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Cycle Lane on Talbot Memorial Bridge

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Comments

  • Registered Users Posts: 3,533 ✭✭✭Beta Ray Bill


    going by the reaction of supposed city centre traders, trips for 50 inch flatscreens must make up half the shopping trips into the city centre. seems to be the de facto 'but i need to get my car into the city centre' excuse, and is demonstrably an absurd example to use.

    even though (as far as i am aware) most retailers selling them stock them in warehouses out around the M50, not in the city centre.

    Bar Arnotts Furniture, I don't think anyone is stocking bulky items in Dublin City anymore.
    And even then, it's probably just a show room


  • Moderators, Category Moderators, Arts Moderators, Sports Moderators Posts: 48,162 CMod ✭✭✭✭magicbastarder


    arnott's warehouse is out on the old airport road, and i think when you buy anything bulky, it's shipped to you, rather than you trying to wrestle a 50 inch TV into your car. which you'd probably need a large car for anyway.


  • Registered Users Posts: 40 forumlover



    even though (as far as i am aware) most retailers selling them stock them in warehouses out around the M50, not in the city centre.

    Good point, buy them in the warehouse & then wait as they magically teleport them back into the city centre apts............... Engage!!


  • Registered Users Posts: 6,440 ✭✭✭cdaly_


    Traffic Evaporation

    Induced demand - granted this is from the UK but no reason to think it wouldn't apply in Ireland.
    Agreed cars are not efficient when it comes to space taken up. In fact they are woefully inefficient as most cars have one occupant.

    The point still remains though that people are going to use their car no matter what. So there needs to be a balance.

    I also agree that public areas are nice places, however the traffic needs to go somewhere.
    You're just moving the problem somewhere else.

    I think we need to solve the problem not move it.
    See 'Traffic Evaporation' above.
    Yes but them using their cars impacts everyone else.
    Their problem effectively becomes my problem.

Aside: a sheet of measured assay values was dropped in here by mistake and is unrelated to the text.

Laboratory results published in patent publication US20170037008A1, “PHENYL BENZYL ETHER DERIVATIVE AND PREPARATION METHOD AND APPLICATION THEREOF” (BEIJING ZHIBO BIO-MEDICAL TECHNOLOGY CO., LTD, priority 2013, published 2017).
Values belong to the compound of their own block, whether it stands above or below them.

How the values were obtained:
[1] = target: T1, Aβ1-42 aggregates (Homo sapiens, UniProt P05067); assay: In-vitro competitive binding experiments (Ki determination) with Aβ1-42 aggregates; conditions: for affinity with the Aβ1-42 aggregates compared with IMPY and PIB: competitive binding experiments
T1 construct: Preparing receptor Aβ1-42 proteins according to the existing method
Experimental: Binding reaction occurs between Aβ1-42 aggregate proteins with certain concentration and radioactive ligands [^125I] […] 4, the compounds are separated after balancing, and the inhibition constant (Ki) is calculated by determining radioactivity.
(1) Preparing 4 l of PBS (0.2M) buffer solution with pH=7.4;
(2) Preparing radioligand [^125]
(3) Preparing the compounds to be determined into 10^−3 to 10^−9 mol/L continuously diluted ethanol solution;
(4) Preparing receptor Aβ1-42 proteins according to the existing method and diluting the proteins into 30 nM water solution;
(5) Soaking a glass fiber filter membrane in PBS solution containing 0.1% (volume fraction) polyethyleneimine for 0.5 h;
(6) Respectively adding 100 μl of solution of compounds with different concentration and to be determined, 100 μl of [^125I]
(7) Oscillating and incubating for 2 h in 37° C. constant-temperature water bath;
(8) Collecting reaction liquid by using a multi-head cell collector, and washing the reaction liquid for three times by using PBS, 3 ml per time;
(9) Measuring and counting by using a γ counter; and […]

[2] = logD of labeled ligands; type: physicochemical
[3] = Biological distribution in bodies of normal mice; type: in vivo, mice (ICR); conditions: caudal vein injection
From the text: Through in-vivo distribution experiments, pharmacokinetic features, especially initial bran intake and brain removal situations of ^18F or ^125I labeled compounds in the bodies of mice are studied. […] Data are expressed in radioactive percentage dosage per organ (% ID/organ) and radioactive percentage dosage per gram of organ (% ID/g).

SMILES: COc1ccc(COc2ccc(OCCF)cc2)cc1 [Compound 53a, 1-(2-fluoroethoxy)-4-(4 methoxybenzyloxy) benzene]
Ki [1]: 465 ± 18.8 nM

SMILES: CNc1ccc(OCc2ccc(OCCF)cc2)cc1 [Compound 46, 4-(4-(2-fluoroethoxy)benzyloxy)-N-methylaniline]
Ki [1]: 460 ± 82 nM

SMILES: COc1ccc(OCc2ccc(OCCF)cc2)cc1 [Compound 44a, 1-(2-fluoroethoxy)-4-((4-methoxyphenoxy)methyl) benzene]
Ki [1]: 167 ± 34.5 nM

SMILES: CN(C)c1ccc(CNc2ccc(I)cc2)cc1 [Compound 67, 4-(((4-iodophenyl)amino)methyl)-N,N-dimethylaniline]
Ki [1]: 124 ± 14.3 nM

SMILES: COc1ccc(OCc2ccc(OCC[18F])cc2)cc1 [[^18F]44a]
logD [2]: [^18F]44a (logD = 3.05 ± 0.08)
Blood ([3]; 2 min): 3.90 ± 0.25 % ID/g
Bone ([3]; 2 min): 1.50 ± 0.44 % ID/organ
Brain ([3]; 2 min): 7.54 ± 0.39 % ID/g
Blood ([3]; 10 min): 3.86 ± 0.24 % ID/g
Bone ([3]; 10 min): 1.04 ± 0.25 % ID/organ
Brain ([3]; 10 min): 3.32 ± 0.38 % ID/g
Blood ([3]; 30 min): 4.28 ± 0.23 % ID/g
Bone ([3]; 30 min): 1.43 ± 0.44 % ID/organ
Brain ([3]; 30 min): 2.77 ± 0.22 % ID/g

So they should get lowest priority in a city.


  • Registered Users Posts: 12,844 ✭✭✭✭average_runner


    Was the bridge down by the CHQ made for cyclists and pedestrians?

    If there is a cycling lane on talbot bridge and can they make the chq bridge pedestrian only. Cyclists seem to think they rule that bridge and give no way to pedestrians on it.


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  • Moderators, Category Moderators, Arts Moderators, Sports Moderators Posts: 48,162 CMod ✭✭✭✭magicbastarder


    forumlover wrote: »
    Good point, buy them in the warehouse & then wait as they magically teleport them back into the city centre apts............... Engage!!
    i'm struggling to understand your actual point. what has buying 50 inch TVs got to do with cycling not being efficient?


  • Moderators, Category Moderators, Arts Moderators, Sports Moderators Posts: 48,162 CMod ✭✭✭✭magicbastarder


    Was the bridge down by the CHQ made for cyclists and pedestrians?
    pedestrian only, AFAIK.


  • Registered Users Posts: 9,249 ✭✭✭cgcsb


    Dublin city council have made another interesting adjustment to the roads infrastructure in Dublin.
    They've removed a lane of traffic on the Talbot Memorial Bridge and added a cycle lane :confused:

    I came in on the Motorcycle today (first time in months, sorry if I'm late to the party on this :o ) and thought t myself:
    It's 7:15am, kids are off school, should be grand going in on the bike

    No such luck, traffic backed up as far as Annesley Bridge. Got into work (Harcourt St) around 7.50am, which is a joke for someone on a motorcycle. The hold up was on Traffic merging on Talbot Memorial Bridge and Memorial Road which had Bus lane added last year I think.

    The Schools open up next month the traffic in that part of the city is going to be the worst it's ever been.
    I'm all for cycle infrastructure, I think it's a good idea. But not at the expense of other road users.

    The thing Dublin councilors just don't seem to get is that: Irish People like their cars, and are prepared to sit in them for 3 or 4 hours a day rather than use public transport. And that's not gonna change.

    The thing that, if you make things slower for motorists, it will inadvertently have a knock on affect on public transport and make it slower.
    It also makes it slower for people that are on more efficient modes of transport IE: Motorcycles, Bicycles, Mopeds etc.
    And it also creates more pollution.

    I even believe that if they put a congestion charge in Dublin which the canals as the barrier, you'd still have the same amount of traffic coming into Dublin City centre. Because people want to use their cars.

    I get that if you build more roads and make it easier for motorists to get in and out of town, you will inevitably attract more cars into town, so that's not really an option either.
    There was a report out earlier that year that Dubliners spend more time in Traffic than nearly every other country.

    Something needs to be done, but what!? :confused:
    We can't keep going they way are.

    BTW I used the DART 99% of the time!

    Already way too much space for cars. If people want to sit in cars for 4 hours, fine, they should be taxed into oblivion for doing so and be banned from doing so if they drive diesel, because the rest of us don't want cancer from their illogical choices.